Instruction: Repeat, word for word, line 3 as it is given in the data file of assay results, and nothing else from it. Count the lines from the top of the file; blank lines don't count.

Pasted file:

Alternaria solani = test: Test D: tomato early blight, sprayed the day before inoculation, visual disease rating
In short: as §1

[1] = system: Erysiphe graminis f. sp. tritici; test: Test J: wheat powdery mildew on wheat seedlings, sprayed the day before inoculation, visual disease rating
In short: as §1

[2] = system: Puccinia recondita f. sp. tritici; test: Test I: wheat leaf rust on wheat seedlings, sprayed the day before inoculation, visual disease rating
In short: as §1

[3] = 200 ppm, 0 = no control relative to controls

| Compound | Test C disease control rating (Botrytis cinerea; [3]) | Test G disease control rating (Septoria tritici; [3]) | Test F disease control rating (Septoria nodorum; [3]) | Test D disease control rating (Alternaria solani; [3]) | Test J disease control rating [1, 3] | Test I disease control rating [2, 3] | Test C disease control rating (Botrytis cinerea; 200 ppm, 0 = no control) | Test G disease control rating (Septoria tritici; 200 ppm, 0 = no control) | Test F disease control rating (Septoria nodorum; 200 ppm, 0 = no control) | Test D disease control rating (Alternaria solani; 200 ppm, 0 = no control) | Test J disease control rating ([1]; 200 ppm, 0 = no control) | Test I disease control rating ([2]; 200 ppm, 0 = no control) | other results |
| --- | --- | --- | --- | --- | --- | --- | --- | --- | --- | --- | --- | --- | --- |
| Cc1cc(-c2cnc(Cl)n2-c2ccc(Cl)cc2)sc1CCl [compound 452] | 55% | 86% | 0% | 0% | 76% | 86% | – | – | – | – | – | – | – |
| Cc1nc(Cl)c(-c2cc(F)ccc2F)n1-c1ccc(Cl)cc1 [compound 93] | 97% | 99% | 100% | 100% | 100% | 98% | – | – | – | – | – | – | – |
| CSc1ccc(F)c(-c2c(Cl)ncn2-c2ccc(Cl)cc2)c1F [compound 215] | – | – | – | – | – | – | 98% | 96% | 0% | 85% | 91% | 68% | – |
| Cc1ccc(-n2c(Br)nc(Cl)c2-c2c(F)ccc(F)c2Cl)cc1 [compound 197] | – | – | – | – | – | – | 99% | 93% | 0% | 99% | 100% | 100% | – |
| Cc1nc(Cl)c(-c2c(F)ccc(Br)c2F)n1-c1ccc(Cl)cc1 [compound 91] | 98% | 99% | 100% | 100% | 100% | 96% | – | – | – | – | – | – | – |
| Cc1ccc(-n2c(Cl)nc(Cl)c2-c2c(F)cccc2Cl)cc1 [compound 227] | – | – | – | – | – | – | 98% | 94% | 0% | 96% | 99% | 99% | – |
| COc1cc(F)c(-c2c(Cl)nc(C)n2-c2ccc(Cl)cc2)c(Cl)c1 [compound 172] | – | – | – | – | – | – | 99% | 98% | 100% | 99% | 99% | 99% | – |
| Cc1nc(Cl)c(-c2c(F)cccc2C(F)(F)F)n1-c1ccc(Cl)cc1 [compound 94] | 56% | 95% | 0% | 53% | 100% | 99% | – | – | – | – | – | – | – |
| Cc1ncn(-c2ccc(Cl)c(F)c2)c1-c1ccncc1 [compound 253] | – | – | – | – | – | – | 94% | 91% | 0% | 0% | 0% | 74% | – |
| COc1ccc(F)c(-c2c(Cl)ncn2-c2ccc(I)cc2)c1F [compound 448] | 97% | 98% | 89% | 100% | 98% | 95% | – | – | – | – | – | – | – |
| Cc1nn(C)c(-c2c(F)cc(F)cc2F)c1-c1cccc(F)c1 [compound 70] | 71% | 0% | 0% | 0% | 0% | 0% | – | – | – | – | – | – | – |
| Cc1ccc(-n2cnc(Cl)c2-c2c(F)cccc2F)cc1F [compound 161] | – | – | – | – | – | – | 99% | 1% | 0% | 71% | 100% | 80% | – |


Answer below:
[1] = system: Erysiphe graminis f. sp. tritici; test: Test J: wheat powdery mildew on wheat seedlings, sprayed the day before inoculation, visual disease rating